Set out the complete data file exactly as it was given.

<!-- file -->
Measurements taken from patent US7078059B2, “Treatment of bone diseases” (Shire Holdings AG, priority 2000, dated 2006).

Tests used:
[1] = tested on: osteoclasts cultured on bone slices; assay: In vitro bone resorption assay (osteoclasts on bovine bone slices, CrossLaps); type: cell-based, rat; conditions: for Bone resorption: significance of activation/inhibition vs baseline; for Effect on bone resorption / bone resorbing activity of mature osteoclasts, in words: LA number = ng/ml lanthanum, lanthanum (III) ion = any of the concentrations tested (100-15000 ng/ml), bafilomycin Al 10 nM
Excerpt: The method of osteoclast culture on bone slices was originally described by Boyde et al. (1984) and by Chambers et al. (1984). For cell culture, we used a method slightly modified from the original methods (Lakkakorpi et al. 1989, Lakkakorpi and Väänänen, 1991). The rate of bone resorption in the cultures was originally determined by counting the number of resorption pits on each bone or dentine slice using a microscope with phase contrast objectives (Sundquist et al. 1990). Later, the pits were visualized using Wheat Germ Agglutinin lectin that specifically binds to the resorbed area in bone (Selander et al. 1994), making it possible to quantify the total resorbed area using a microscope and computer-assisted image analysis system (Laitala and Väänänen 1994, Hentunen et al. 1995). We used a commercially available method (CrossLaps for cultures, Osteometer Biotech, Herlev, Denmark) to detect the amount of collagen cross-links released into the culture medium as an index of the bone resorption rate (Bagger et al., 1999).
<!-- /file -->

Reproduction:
Measurements taken from patent US7078059B2, “Treatment of bone diseases” (Shire Holdings AG, priority 2000, dated 2006).

Tests used:
[1] = tested on: osteoclasts cultured on bone slices; assay: In vitro bone resorption assay (osteoclasts on bovine bone slices, CrossLaps); type: cell-based, rat; conditions: for Bone resorption: significance of activation/inhibition vs baseline; for Effect on bone resorption / bone resorbing activity of mature osteoclasts, in words: LA number = ng/ml lanthanum, lanthanum (III) ion = any of the concentrations tested (100-15000 ng/ml), bafilomycin Al 10 nM
Excerpt: The method of osteoclast culture on bone slices was originally described by Boyde et al. (1984) and by Chambers et al. (1984). For cell culture, we used a method slightly modified from the original methods (Lakkakorpi et al. 1989, Lakkakorpi and Väänänen, 1991). The rate of bone resorption in the cultures was originally determined by counting the number of resorption pits on each bone or dentine slice using a microscope with phase contrast objectives (Sundquist et al. 1990). Later, the pits were visualized using Wheat Germ Agglutinin lectin that specifically binds to the resorbed area in bone (Selander et al. 1994), making it possible to quantify the total resorbed area using a microscope and computer-assisted image analysis system (Laitala and Väänänen 1994, Hentunen et al. 1995). We used a commercially available method (CrossLaps for cultures, Osteometer Biotech, Herlev, Denmark) to detect the amount of collagen cross-links released into the culture medium as an index of the bone resorption rate (Bagger et al., 1999).